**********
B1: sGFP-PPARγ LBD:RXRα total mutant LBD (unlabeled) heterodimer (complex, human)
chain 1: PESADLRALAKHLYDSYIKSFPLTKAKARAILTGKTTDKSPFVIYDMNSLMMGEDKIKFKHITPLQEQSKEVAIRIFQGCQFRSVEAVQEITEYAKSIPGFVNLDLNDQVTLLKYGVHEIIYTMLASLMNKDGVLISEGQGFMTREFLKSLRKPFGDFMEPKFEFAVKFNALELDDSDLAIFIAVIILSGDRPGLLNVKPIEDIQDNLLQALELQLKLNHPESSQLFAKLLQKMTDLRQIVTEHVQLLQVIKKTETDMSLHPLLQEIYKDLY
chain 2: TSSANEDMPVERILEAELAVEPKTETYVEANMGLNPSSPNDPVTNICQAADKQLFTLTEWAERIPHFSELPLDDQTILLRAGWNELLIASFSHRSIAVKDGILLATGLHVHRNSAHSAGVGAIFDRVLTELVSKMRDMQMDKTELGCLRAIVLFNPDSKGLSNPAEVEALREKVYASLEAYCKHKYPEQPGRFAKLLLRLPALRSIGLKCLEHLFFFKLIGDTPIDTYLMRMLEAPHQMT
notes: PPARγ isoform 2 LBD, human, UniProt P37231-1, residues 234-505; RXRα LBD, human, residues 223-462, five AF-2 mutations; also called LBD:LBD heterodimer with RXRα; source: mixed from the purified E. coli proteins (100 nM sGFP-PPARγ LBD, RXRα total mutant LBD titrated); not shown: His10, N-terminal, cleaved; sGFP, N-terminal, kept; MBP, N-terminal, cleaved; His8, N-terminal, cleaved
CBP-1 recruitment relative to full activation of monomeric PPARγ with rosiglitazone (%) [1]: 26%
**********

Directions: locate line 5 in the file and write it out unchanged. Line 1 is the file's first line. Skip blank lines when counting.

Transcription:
CBP-1 recruitment relative to full activation of monomeric PPARγ with rosiglitazone (%) [1]: 26%